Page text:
Don’t be offended by the defense.

October 2, 2007

Lately, I’ve been learning a valuable lesson as I watch a few friends go through a similar situation.

We can’t let ourselves become offended by the defensiveness of others. Often, people who can’t come to terms with their mistakes, or can’t put their pride on the back burner, end up blowing the situation out of proportion and including elements to the conflict that don’t belong there. It’s just a defense and it tends to throw unsuspecting people off. It helps to protract the conflict until it is too big to untangle easily with simple apologies and moving on.

An example:

In an argument over rent, roommate #2 is fed up with roommate #1, who hasn’t been paying her rent on time, leaving roommate #1 in limbo for a few days of the month. While attempting to defend herself – and in doing so, deflecting the actual argument – roommate #1 brings up how much she suffers because roommate #2’s boyfriend was always bringing his dog to the apartment. Roommate #2 is confused by the connection and responds to that attack by claiming how frustrating it was to have to endure roommate #1’s mother always coming for visits and commenting on her lifestyle. Suddenly, the conflict has expanded from paying rent checks on time to how much the two roommates actually hated living together.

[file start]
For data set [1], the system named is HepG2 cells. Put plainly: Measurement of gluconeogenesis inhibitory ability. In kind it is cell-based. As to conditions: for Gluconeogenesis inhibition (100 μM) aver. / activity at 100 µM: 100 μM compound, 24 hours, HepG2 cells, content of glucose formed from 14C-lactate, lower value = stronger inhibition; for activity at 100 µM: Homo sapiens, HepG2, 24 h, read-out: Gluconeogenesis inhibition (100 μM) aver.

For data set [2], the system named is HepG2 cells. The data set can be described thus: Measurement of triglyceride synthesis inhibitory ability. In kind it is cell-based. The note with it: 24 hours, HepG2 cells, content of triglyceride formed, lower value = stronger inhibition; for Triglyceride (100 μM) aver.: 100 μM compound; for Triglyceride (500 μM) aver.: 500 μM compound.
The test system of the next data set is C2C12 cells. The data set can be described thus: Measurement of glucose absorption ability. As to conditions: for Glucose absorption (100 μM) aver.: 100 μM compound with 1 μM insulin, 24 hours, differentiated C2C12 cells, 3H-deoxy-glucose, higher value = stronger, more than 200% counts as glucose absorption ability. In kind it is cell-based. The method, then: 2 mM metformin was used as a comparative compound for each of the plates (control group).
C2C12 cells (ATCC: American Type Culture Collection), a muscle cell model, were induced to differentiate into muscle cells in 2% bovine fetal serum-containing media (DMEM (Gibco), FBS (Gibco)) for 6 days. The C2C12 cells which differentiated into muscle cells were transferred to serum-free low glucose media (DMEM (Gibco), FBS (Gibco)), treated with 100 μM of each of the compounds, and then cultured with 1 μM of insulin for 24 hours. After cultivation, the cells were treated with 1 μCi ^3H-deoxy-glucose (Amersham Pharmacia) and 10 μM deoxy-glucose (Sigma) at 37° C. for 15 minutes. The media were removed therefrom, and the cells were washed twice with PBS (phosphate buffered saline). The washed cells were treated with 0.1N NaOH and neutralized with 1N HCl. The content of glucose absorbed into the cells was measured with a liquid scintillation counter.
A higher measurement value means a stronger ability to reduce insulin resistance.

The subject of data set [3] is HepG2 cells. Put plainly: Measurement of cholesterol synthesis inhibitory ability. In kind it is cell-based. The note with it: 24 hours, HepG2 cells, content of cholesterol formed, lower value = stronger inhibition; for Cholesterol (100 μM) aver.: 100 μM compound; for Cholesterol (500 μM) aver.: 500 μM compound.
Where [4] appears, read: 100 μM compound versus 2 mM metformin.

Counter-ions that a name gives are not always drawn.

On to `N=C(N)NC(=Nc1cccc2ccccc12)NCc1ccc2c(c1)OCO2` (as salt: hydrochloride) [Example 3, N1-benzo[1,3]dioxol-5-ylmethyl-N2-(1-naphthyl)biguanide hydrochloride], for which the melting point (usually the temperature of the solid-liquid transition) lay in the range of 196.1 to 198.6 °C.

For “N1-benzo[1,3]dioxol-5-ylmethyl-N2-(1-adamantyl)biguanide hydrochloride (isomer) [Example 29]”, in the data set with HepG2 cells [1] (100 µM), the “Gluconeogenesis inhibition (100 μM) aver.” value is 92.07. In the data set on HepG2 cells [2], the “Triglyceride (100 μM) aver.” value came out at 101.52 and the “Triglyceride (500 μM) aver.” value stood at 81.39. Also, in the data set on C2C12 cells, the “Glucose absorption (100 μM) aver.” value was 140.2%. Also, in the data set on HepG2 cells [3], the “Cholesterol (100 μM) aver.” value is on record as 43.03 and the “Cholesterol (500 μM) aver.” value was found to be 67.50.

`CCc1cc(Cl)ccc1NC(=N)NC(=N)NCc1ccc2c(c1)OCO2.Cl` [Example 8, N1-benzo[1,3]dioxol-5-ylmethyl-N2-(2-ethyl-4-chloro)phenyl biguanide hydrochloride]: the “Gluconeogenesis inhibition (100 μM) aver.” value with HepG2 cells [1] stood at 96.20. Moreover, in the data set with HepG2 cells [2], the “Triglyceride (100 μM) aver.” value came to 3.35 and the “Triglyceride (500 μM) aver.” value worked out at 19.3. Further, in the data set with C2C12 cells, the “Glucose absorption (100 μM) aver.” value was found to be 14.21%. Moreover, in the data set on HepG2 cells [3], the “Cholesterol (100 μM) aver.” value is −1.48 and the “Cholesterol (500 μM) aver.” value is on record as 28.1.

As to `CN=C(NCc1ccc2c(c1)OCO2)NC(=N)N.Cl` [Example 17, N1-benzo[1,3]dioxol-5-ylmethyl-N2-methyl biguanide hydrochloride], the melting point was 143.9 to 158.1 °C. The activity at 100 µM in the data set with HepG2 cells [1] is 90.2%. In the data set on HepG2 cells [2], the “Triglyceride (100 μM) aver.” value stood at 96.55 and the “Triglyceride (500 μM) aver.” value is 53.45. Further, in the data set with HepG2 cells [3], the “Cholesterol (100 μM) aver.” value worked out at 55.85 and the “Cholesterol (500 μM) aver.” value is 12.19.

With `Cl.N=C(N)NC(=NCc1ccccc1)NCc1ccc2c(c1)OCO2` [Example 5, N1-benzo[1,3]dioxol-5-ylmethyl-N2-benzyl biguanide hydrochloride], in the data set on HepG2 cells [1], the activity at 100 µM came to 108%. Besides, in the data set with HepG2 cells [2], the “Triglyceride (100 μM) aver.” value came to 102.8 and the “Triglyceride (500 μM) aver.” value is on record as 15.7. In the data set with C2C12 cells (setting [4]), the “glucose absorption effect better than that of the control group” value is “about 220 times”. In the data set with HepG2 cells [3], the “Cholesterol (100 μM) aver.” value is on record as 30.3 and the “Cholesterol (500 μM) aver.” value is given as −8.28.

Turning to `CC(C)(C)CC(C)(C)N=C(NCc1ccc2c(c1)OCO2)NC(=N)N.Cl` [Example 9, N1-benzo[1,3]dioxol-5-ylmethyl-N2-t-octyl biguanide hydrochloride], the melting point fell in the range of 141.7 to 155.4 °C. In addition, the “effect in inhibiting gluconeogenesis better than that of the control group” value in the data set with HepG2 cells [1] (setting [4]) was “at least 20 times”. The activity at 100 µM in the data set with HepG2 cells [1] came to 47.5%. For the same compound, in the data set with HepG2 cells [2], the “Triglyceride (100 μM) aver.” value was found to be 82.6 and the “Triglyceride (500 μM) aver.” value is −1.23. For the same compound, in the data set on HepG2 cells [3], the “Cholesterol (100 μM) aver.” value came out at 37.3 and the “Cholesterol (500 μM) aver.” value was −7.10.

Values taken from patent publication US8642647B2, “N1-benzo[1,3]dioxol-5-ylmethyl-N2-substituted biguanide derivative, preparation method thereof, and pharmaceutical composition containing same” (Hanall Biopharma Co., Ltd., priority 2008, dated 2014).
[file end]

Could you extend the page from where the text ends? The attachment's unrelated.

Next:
If the goal is to get the missing rent checks, and move on, roommate #2 has been thrown way off track, and the pair have done greater damage than necessary. If the two still plan to live together for much longer, then it is time for the other issues to be addressed, but not as insults hurled at each other; rather, the roommates must sit and work out each issue step by step.

The key is to become skilled at detecting where the original dispute ends and the defense begins – and then to not take the defense personally.